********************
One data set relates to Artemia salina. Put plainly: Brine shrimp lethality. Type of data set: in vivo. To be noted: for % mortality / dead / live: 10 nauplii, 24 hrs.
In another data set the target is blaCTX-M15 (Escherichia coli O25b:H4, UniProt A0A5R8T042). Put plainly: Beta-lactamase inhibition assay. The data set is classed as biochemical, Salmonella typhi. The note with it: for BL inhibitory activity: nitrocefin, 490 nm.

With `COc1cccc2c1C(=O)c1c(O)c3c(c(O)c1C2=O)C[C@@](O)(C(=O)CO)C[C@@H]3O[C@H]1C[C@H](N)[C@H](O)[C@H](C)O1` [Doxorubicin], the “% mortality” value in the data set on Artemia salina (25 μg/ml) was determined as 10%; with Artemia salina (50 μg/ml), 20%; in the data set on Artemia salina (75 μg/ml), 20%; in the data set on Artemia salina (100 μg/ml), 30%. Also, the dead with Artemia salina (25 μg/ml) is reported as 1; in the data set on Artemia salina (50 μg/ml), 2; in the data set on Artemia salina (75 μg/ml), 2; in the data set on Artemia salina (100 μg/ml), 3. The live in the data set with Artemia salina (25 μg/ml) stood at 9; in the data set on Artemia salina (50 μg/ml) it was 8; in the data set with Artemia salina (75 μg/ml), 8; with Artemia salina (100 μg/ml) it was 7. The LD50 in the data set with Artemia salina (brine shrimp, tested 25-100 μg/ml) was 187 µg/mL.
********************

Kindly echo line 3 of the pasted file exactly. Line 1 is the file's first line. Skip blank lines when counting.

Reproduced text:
With `COc1cccc2c1C(=O)c1c(O)c3c(c(O)c1C2=O)C[C@@](O)(C(=O)CO)C[C@@H]3O[C@H]1C[C@H](N)[C@H](O)[C@H](C)O1` [Doxorubicin], the “% mortality” value in the data set on Artemia salina (25 μg/ml) was determined as 10%; with Artemia salina (50 μg/ml), 20%; in the data set on Artemia salina (75 μg/ml), 20%; in the data set on Artemia salina (100 μg/ml), 30%. Also, the dead with Artemia salina (25 μg/ml) is reported as 1; in the data set on Artemia salina (50 μg/ml), 2; in the data set on Artemia salina (75 μg/ml), 2; in the data set on Artemia salina (100 μg/ml), 3. The live in the data set with Artemia salina (25 μg/ml) stood at 9; in the data set on Artemia salina (50 μg/ml) it was 8; in the data set with Artemia salina (75 μg/ml), 8; with Artemia salina (100 μg/ml) it was 7. The LD50 in the data set with Artemia salina (brine shrimp, tested 25-100 μg/ml) was 187 µg/mL.